Succeeding, Despite Close Calls
Born 116 years ago today, Rudy Vallée (1901-1986) had already enjoyed an amazing entertainment career run as a sweetly voiced, seductive crooner, bandleader and radio and recording superstar in the nascent era of mass media. His musical fame paved the way into movie roles in which he started out as a somewhat stiff but still appealing lead in musicals, and later evolved into a nimble comedy player, particularly for Preston Sturges as the scatterbrained millionaire J.D. Hackensacker III in The Palm Beach Story (1942) and dithery brother-in-law August Henschler in Unfaithfully Yours (1948), and also earning high marks and laughs as self-righteous DA Tommy Chamberlain in The Bachelor and the Bobby Soxer (1947). He thrived on live performance, whether for crowds of thousands in packed auditoriums or in swank nightclubs for the easy-listening, nostalgic smart set. A one-time scriptwriter for Vallée’s radio shows had evolved into a bit of a show-biz icon himself: Abe Burrows, who wrote the book for the classic Broadway musical Guys and Dolls and was reteaming with that show’s composer-lyricist Frank Loesser on a new Main Stem project, sought out Vallée for one of its leads: World Wide Wicket conglomerate chairman J.B. Biggley in How to Succeed in Business Without Really Trying. At first he was reluctant, but after finally being allowed to read a draft of the first act, Vallée signed on to return to Broadway after a 16-year absence. But before the triumphant conclusion of a 1,417-performance Pulitzer Prize-winning, seven-time Tony®-winning run for which the veteran performer never missed a show, there was a period of uncertainty during early rehearsals. The legend’s fourth and final wife Eleanor Vallée recalled in her 1996 My Vagabond Lover: An Intimate Biography of Rudy Vallée (written with Jill Amadio) a certain evening rehearsal break when author-director Burrows took Vallée out for coffee: “Once seated, Abe got down to business. ‘You’re fired. Frank wants you out of the show.’ ‘What’s wrong?’ Rudy told me later his heart was pounding like a sledgehammer. ‘It’s your voice. You’re not projecting.’ When you tell a veteran entertainer who made millions with his vocal talent that his voice is at fault, it’s not surprising to hear an instant reaction. In Rudy’s case, his face turned purple but he couldn’t utter a word! ‘Ellie, I finally spluttered I wanted to prove something to them, but only if we went next door to the Lunt-Fontanne Theater.’ Rudy knew that if he read and sang his part in a theater instead of the cramped rehearsal rooms, Frank would change his mind. ‘I used to fill the Paramount Theater with 5,000 people packed in and, even without the megaphone or a microphone, everyone could hear me. When you listen to me tomorrow, sit at the back, gentlemen. You’ll learn something,’ Rudy instructed. As usual, I called Rudy at 1 AM from California. Totally unprepared for his devastating news, I choked up with tears. How could this happen? I was heartbroken at the pain I could hear behind my husband’s words as he related the events. At the end of the call we were both crying and wishing we were together for this crisis. Then Rudy assured me there was no way he was going to leave the show and that he’d call me after the Lunt-Fontanne theater tryout the following morning. It worked. Rudy kept his part.”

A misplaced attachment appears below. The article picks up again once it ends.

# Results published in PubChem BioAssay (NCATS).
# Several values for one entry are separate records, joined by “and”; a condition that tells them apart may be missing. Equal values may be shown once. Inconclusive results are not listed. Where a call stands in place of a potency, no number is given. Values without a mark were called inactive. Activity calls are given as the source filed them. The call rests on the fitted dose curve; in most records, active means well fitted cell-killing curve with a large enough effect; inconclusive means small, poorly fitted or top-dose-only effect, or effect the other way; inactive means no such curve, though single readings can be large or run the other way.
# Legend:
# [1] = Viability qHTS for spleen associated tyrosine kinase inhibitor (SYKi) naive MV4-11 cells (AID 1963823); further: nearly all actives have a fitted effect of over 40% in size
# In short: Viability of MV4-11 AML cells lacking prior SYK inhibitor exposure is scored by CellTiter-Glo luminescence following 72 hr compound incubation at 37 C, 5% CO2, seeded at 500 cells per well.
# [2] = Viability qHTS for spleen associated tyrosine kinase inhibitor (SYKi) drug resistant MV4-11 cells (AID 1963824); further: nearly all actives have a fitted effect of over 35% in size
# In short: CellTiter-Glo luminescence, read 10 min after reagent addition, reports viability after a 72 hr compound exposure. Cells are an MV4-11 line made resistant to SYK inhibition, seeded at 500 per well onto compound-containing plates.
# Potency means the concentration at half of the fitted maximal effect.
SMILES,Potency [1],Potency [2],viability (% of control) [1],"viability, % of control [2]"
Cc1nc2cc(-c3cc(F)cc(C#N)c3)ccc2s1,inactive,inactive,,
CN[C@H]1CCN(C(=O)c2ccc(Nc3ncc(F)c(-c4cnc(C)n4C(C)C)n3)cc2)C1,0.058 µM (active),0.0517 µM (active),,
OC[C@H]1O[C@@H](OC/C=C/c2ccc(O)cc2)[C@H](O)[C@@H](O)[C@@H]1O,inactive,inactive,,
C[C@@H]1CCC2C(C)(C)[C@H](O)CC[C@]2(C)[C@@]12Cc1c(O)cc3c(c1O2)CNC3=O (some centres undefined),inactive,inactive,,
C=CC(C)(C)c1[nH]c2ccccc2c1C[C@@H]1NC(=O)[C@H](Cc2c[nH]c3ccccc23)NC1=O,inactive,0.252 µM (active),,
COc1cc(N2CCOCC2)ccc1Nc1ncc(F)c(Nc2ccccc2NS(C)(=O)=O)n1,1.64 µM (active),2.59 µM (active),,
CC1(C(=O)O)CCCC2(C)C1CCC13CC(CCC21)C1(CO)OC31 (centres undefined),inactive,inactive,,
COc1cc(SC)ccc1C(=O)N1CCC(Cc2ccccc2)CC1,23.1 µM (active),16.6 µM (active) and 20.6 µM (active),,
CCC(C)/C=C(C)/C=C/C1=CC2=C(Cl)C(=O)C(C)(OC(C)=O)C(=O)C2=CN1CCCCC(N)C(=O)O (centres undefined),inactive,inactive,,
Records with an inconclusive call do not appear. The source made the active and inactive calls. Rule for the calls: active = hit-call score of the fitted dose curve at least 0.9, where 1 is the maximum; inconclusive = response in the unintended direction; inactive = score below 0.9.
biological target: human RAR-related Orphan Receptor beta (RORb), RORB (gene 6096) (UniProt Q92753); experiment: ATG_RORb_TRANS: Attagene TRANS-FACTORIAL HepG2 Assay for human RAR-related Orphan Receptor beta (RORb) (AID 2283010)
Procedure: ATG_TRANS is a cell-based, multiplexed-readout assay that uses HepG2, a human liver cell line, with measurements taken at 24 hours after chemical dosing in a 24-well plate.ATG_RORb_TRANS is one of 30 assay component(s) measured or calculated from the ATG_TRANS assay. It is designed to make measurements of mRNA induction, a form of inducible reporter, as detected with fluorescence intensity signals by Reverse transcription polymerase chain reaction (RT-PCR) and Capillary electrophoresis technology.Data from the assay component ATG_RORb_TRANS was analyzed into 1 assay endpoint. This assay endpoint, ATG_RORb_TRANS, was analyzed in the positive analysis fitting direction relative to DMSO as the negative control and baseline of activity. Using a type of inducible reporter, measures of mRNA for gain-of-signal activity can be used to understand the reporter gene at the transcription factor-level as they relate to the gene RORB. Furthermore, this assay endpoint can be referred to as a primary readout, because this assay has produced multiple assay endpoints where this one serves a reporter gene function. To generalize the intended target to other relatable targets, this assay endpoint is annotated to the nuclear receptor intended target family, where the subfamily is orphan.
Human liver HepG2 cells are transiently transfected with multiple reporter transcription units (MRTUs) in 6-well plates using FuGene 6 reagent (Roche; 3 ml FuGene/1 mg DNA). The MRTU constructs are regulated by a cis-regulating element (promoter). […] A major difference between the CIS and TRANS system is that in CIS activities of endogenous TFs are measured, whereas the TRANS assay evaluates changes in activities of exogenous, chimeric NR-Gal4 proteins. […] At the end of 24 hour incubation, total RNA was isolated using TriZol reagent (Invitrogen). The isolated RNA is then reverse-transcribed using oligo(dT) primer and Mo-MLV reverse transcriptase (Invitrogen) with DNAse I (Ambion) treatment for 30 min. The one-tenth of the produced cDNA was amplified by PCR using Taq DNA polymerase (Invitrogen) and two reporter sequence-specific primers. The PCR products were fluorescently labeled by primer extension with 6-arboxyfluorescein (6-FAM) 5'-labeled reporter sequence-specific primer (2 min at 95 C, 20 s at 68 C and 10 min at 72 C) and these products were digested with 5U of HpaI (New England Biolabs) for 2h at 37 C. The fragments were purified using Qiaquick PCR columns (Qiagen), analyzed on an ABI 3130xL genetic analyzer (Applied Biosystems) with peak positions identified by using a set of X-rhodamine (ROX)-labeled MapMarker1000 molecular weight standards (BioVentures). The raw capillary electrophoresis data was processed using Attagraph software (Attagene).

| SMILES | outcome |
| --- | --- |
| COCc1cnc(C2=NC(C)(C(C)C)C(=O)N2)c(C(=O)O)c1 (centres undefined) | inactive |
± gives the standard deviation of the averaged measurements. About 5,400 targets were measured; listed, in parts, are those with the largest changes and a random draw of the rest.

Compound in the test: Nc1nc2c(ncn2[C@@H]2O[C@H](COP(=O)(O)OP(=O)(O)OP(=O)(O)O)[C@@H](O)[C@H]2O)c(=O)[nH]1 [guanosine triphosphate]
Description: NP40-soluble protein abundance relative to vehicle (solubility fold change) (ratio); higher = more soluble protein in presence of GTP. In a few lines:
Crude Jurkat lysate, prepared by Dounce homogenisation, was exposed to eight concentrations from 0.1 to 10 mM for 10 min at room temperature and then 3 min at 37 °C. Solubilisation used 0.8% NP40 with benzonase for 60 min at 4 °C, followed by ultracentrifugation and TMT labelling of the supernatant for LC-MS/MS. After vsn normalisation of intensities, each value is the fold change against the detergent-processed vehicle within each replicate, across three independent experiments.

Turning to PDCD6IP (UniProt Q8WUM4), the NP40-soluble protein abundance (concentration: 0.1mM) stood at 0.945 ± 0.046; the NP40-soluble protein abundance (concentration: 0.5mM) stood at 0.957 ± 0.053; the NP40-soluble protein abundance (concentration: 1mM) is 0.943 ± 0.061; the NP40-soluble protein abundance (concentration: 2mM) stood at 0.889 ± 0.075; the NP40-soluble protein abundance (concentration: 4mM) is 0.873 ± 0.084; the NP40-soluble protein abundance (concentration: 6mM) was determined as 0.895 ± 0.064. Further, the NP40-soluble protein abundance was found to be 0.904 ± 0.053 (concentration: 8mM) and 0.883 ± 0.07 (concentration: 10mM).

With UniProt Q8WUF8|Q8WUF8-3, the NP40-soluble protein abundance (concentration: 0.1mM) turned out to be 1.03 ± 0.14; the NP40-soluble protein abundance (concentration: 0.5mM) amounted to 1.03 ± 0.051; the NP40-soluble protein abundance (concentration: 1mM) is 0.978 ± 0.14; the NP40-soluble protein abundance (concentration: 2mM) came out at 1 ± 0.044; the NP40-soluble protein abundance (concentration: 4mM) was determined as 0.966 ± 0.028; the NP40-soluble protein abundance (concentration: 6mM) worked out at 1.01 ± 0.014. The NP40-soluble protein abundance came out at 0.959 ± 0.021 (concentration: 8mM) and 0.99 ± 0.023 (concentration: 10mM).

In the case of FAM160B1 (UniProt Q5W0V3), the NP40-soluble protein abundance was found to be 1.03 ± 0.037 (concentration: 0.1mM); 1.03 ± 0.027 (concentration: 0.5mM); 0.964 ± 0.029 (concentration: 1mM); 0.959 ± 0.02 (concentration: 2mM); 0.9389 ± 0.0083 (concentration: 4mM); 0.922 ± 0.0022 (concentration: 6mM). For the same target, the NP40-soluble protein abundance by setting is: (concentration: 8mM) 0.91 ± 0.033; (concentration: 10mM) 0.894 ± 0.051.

Tony® winner Robert Morse and Vallée would take the production successfully on tour after closing on Broadway, but as the ways of Hollywood movie adaptations usually portend, nothing is certain. The astonishingly faithful and yet cinematically playful Mirisch Company-produced film version of How to Succeed in Business Without Really Trying (1967) would be no exception. Eleanor Vallée recounted: “It was not without a few heart-stopping moments for Rudy, even before the cameras rolled. Rumors flew that Bing Crosby, then Mickey Rooney, were being considered to play the part of J.B. Biggley. After several sleepless nights, Rudy received a phone call from producer/director David Swift: ‘Rudy, I’ve told United Artists that if they want me for this film, they’ll have to sign you, too.’ Rudy got the part.” She added: “In a 1977 letter to Rudy, Abe Burrows wrote: ‘Anything unpleasant that happened…on How to Succeed was part of the general hysteria that happens on all Broadway shows. Crazy things happen…a sort of fright. The main thing is that you were sensational. The critics thought so, the audience thought so, and I thought so. No one who played Biggley after you could even approach your performance.’ Burrows also confessed in the same latter that he always had a sense of awe working with Rudy.” So, while also marveling at the able artistry of Morse, Michele Lee, Anthony Teague, Maureen Arthur, songwriter Loesser and original musical stager Bob Fosse, we raise a birthday toast to the grand old man who made Grand Old Ivy a rouser to remember thousands of times on stage and one most memorable occasion on the Panavision screen via the Twilight Time hi-def Blu-ray of How to Succeed in Business Without Really Trying, available here: http://screenarchives.com/title_detail.cfm/ID/33017/HOW-TO-SUCCEED-IN-BUSINESS-WITHOUT-REALLY-TRYING-1967/.